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How to Succeed as a College Student With Autism

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Autism spectrum disorder is a neurological disorder with a range of conditions characterized by challenges with speech communication, non-verbal communication, social skills, and repetitive behaviors. The word “spectrum” refers to a wide range of differences, challenges, and strength each person with autism has. Studies show that one in 59 children will develop autism, and it’s the fastest growing disability nationwide. With this statistic, it’s important for school officials, doctors, counselor, parents or anyone to fully understands the overall needs of children with autism. Adults with autism make up about 1.7 percent of the college population with an 80 percent dropout rate. The main reason for these numbers is because most colleges, unfortunately, do not understand how to accommodate the needs of students on the spectrum.

Here are some challenges those with autism commonly face in college.

1. Organization problems. College students on the spectrum may tend to misunderstand social and communication cues. Living independently or with family can be a struggle because more responsibilities all at once can cause an overload. Managing homework, job, independent living, maintaining health, and meetups for group projects can all be overwhelming.

2. Self-advocacy. The main shocker for high school to college transition is that it’s up to you to convey your needs. In grade school, your parents, teachers and counselors decided and advocated for your educational needs. Once the child becomes a teenager (high school age), they are allowed to sit in their IEP (Individualized Educational Plan), but may not fully understand their accommodations. Most colleges don’t require IEPs, but they do require the students to understand and advocate for their needs.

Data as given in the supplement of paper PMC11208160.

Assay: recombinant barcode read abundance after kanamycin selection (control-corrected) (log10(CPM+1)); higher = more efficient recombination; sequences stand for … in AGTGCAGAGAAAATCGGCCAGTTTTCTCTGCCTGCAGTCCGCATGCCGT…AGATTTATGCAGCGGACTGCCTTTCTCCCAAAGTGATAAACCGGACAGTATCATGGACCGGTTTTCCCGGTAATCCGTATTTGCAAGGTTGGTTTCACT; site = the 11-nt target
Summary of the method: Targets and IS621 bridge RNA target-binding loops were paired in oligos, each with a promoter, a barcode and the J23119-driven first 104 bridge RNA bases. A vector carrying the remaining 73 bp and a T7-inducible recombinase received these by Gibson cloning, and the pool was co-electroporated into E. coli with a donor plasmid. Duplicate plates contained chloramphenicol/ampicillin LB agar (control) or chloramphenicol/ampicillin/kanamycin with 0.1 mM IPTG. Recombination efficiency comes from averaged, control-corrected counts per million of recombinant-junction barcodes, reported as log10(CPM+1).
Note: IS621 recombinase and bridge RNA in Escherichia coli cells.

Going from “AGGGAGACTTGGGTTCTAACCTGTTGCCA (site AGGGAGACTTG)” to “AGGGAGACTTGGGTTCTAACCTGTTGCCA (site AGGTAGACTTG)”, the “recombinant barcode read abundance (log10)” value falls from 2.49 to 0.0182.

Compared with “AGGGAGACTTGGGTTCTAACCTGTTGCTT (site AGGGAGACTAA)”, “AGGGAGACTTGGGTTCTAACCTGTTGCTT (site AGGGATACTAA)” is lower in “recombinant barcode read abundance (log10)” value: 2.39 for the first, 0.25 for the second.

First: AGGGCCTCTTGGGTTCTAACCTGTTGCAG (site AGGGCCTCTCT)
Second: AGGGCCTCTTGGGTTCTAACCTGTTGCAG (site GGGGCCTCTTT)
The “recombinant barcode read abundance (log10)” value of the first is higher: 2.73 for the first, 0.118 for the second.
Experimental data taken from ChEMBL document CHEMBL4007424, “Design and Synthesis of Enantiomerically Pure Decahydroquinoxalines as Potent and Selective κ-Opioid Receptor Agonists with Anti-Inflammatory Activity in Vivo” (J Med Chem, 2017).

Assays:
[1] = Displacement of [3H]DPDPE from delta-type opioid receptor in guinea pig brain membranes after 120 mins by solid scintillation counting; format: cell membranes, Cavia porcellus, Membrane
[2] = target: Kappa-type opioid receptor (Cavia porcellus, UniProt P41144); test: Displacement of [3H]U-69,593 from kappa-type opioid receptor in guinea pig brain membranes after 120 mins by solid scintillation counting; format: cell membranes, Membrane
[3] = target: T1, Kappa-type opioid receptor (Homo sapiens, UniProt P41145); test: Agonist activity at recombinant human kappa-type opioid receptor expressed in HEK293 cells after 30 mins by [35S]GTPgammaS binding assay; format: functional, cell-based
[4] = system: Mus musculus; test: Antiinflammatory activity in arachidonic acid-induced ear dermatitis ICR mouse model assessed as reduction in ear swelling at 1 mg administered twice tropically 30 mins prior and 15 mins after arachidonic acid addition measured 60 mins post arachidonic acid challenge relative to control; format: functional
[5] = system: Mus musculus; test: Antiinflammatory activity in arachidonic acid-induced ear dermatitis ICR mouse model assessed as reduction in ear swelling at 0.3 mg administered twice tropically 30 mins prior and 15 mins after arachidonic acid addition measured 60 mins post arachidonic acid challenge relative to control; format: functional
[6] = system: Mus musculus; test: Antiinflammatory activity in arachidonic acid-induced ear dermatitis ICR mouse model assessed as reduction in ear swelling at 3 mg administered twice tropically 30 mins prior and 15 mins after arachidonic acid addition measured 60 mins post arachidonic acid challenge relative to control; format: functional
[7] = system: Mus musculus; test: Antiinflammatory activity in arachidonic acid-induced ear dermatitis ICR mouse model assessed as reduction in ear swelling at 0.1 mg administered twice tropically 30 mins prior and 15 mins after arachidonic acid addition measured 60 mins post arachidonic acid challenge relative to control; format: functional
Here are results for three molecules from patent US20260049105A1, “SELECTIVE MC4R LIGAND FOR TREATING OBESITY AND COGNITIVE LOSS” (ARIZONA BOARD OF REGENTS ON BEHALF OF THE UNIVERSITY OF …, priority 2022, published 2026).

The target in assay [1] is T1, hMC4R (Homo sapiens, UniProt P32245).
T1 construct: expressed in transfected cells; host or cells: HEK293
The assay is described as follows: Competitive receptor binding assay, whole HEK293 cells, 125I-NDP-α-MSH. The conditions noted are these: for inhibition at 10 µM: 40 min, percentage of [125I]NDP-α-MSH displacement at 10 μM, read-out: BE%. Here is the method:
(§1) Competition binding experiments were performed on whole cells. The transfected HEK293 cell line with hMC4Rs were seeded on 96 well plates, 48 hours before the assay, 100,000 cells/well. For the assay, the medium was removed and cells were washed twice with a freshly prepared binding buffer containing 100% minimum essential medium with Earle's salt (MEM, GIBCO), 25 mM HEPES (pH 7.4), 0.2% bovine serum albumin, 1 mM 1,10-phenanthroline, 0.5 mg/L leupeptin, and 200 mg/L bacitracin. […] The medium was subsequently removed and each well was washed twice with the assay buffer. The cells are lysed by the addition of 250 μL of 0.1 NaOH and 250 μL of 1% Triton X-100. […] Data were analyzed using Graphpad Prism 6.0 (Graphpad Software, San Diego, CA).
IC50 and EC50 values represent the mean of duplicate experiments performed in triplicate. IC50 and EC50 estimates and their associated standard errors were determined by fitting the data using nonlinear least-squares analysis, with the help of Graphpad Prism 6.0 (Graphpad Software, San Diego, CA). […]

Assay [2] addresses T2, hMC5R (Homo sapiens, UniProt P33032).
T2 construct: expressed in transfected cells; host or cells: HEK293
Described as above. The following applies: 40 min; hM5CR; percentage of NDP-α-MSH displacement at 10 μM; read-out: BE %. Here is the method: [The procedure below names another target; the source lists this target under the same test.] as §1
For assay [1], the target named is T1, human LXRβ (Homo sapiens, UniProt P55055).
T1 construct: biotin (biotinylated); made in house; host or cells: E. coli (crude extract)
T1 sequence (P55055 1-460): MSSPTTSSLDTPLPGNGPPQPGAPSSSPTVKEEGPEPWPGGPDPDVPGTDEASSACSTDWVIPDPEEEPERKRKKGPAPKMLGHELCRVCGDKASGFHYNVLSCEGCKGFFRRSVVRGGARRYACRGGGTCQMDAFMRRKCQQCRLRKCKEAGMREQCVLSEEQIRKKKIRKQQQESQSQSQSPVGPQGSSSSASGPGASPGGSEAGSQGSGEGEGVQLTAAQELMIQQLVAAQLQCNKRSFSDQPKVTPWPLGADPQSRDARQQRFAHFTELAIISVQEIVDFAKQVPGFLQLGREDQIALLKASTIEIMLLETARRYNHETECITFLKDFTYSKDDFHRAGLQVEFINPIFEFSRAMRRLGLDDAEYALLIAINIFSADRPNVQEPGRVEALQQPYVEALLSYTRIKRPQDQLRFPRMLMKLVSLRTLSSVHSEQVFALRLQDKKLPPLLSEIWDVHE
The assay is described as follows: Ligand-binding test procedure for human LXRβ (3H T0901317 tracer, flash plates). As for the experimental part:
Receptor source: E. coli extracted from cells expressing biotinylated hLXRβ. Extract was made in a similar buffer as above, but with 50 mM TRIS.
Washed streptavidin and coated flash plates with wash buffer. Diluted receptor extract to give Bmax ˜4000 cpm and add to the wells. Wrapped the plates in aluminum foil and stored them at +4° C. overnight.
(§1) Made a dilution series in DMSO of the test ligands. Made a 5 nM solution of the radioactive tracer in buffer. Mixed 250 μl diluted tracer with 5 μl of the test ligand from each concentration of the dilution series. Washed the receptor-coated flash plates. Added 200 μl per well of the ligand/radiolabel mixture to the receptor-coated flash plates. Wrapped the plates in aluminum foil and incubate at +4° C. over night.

3. Being overwhelmed. Those with autism have many challenges on a daily basis. Individuals with autism have a higher chance of accumulating many responsibilities without understanding the demands. Some do very well in an educational setting, but may lack the emotional stability to cope with competing in college.

4. Being invisible. Since having a student with autism in a college class is very rare, it is easy for them to be invisible to the instructor. College is geared more towards extroverts and professors remember those students more. Most individuals with autism are introverts and unfortunately in a college setting, especially with large lecture class, the professor will probably be unaware of their existence. Students with autism in college are viewed as regular students with a note given to them by student disability services. The student has to physically carry their accommodation note and talk to their professor one on one about their needs for the class.

5. Learning issues. Students on the spectrum often have a learning style the traditional college setting may not understand. The college learning atmosphere is based on lecture and verbal participation (discussion). Individuals with autism often thrive when it comes to visual aides, and not many college or universities offer this style of learning. While teachers will rely on non-disabled students to determine how the class is progressing with understanding the material, sadly those of us with disabilities are often ignored.

6. Transitioning difficulties. After high school graduation, all educational and support services people with autism received since they were young stop. Before high school graduation, your parents, doctors and teachers find risk signs, diagnosis, provide accommodations, monitor progress and advocate for your needs. In college, it is solely up to you to advocate for your educational needs to professors. The law requires colleges and universities to provide accommodations to students who are eligible for services. People with disabilities in college are expected to follow the same academic standards as regular students, with approved accommodations. Accommodations may include access to instructors’ notes, taking an exam in a quiet area, extra time on assignments or more. You have to be your own self-advocate in an environment that is generally not geared towards helping students with disabilities succeed.

How I overcome obstacles, and how you can as well: